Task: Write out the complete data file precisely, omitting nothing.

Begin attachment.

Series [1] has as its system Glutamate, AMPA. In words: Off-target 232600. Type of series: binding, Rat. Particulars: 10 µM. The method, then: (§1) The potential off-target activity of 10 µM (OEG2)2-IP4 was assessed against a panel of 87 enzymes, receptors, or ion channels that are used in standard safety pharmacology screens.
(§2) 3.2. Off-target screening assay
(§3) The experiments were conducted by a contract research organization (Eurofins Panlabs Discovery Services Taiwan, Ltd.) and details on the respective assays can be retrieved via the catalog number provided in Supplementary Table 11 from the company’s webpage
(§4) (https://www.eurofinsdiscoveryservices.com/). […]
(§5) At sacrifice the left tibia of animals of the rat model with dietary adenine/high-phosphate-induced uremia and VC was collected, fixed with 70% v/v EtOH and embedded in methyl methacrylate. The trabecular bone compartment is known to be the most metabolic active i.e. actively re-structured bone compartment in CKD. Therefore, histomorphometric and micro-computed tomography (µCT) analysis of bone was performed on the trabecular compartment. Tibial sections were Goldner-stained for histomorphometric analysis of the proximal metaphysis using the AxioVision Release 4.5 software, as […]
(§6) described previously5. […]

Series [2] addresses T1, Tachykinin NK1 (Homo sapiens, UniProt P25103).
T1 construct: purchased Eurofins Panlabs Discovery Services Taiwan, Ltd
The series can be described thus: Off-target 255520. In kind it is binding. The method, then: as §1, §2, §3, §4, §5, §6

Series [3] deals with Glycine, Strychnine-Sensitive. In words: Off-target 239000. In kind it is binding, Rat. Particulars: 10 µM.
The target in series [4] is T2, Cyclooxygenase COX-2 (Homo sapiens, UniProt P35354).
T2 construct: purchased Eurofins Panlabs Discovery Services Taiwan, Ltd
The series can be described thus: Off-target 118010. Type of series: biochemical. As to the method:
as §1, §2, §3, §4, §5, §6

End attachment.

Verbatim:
Series [1] has as its system Glutamate, AMPA. In words: Off-target 232600. Type of series: binding, Rat. Particulars: 10 µM. The method, then: (§1) The potential off-target activity of 10 µM (OEG2)2-IP4 was assessed against a panel of 87 enzymes, receptors, or ion channels that are used in standard safety pharmacology screens.
(§2) 3.2. Off-target screening assay
(§3) The experiments were conducted by a contract research organization (Eurofins Panlabs Discovery Services Taiwan, Ltd.) and details on the respective assays can be retrieved via the catalog number provided in Supplementary Table 11 from the company’s webpage
(§4) (https://www.eurofinsdiscoveryservices.com/). […]
(§5) At sacrifice the left tibia of animals of the rat model with dietary adenine/high-phosphate-induced uremia and VC was collected, fixed with 70% v/v EtOH and embedded in methyl methacrylate. The trabecular bone compartment is known to be the most metabolic active i.e. actively re-structured bone compartment in CKD. Therefore, histomorphometric and micro-computed tomography (µCT) analysis of bone was performed on the trabecular compartment. Tibial sections were Goldner-stained for histomorphometric analysis of the proximal metaphysis using the AxioVision Release 4.5 software, as […]
(§6) described previously5. […]

Series [2] addresses T1, Tachykinin NK1 (Homo sapiens, UniProt P25103).
T1 construct: purchased Eurofins Panlabs Discovery Services Taiwan, Ltd
The series can be described thus: Off-target 255520. In kind it is binding. The method, then: as §1, §2, §3, §4, §5, §6

Series [3] deals with Glycine, Strychnine-Sensitive. In words: Off-target 239000. In kind it is binding, Rat. Particulars: 10 µM.
The target in series [4] is T2, Cyclooxygenase COX-2 (Homo sapiens, UniProt P35354).
T2 construct: purchased Eurofins Panlabs Discovery Services Taiwan, Ltd
The series can be described thus: Off-target 118010. Type of series: biochemical. As to the method:
as §1, §2, §3, §4, §5, §6